In this brief, authors Robert Paul Hartley, Marybeth Mattingly, and Christopher Wimer present estimates of the number of families that cannot maintain a middle-class income as a result of child care expenses. Estimates are based on 2013–2017 data from the Current Population Survey’s Annual Social and Economic Supplement, which corresponds to income and expenses during 2012–2016. They report that approximately 9 percent of working families with children under age 6 are pushed out of the middle class as a result of child care expenses. For working families with very young children (under age 3), 8 percent are pushed below the middle-class threshold. If all middle-class working families with young children were to pay what typical upper-middle and middle-class families pay for child care, roughly $6,900 per year on average, an additional 21 percent would be pushed below the middle-class threshold. They report that the current funding infrastructure for helping parents find and pay for affordable, quality child care is woefully inadequate. One way to support working families would be to increase funding for the Child Care and Development Fund, which is currently targeted toward families below the middle class.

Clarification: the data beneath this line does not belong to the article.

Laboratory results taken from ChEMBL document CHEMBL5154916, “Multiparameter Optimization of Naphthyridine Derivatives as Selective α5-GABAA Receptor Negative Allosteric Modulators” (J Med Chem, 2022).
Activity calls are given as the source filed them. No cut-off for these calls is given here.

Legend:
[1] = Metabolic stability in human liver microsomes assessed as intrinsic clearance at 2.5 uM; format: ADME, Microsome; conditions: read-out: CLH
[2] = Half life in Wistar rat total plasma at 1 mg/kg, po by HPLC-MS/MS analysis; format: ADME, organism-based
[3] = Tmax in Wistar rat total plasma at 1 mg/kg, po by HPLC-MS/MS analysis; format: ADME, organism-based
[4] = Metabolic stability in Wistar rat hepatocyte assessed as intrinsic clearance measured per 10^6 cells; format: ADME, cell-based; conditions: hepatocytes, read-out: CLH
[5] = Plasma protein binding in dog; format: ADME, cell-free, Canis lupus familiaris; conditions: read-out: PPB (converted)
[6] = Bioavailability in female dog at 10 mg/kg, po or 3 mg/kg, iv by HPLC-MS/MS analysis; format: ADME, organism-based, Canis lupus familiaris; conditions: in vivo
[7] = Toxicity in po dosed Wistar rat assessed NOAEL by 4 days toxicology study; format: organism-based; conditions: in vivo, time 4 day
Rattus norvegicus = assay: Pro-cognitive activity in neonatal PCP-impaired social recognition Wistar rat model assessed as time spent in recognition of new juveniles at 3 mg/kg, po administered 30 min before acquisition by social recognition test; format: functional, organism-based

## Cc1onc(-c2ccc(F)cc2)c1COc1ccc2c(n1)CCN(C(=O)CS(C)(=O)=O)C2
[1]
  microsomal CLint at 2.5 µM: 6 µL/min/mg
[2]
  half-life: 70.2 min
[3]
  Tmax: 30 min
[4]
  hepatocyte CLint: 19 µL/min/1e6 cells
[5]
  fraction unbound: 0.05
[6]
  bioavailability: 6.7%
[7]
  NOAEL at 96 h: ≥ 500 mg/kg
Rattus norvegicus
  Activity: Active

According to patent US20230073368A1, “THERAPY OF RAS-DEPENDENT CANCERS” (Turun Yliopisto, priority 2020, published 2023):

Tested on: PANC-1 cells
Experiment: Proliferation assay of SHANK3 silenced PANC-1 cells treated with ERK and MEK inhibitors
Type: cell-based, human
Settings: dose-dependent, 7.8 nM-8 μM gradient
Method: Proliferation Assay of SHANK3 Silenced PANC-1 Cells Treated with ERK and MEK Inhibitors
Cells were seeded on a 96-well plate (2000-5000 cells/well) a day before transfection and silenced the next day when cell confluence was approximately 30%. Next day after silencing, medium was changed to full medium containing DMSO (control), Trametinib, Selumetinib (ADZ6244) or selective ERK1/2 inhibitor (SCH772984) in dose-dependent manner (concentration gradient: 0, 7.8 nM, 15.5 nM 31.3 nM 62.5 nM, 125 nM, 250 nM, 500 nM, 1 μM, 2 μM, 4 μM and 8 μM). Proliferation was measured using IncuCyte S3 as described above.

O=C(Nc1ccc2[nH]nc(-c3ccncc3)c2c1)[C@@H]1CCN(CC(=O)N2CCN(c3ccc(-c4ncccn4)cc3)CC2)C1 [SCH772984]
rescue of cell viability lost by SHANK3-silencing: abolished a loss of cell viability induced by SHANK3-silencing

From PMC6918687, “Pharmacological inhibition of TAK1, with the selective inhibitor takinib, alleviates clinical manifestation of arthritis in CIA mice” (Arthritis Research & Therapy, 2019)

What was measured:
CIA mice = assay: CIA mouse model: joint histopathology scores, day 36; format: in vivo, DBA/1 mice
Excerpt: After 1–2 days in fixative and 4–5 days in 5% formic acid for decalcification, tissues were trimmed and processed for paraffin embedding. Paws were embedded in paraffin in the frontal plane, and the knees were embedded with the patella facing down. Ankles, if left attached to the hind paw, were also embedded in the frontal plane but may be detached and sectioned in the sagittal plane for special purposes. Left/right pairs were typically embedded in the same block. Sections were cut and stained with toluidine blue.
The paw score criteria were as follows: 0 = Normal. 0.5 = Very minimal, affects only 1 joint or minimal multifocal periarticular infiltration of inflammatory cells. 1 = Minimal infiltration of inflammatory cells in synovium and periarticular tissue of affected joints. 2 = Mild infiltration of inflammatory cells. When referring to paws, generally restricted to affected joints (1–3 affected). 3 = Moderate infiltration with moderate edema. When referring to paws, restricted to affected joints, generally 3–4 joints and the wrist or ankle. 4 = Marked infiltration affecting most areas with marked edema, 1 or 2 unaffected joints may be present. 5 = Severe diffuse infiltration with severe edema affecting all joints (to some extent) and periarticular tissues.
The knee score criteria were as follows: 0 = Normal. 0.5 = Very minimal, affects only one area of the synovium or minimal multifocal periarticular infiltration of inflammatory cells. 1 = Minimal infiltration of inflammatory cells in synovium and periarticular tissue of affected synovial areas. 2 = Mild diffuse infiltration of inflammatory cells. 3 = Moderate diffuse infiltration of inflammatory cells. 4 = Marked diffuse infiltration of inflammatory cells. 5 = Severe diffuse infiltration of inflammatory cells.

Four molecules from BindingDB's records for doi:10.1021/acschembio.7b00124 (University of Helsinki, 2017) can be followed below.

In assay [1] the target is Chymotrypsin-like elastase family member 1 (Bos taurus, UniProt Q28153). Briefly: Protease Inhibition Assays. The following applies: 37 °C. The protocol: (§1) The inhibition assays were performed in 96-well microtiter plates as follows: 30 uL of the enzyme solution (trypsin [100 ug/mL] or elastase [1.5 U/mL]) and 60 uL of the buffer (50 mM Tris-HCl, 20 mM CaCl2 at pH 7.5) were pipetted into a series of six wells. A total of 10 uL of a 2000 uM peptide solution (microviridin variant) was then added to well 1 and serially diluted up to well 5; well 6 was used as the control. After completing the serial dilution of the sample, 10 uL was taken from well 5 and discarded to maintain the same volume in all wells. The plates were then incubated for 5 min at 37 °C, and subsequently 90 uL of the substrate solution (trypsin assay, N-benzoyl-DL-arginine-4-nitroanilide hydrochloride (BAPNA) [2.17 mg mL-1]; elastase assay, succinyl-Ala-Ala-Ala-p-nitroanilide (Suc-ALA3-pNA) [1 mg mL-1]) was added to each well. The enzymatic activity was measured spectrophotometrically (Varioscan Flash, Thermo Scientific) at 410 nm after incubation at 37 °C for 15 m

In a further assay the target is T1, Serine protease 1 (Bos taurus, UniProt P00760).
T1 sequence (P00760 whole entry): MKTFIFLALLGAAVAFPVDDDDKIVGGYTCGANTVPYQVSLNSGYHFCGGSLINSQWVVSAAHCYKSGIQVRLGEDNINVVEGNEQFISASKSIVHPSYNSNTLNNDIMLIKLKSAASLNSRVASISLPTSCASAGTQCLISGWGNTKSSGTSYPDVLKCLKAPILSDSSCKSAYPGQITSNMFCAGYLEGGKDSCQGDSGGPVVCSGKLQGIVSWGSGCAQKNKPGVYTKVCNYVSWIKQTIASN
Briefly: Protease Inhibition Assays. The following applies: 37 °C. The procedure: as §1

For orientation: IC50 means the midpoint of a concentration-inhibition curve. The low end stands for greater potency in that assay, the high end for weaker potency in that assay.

National Issue Brief No. 136
Durham, N.H. : Carsey School of Public Policy, University of New Hampshire
Hartley, Robert Paul; Mattingly, Beth; and Wimer, Christopher, "Child Care Expenses Make Middle-Class Incomes Hard to Reach" (2018). The Carsey School of Public Policy at the Scholars' Repository. 345.
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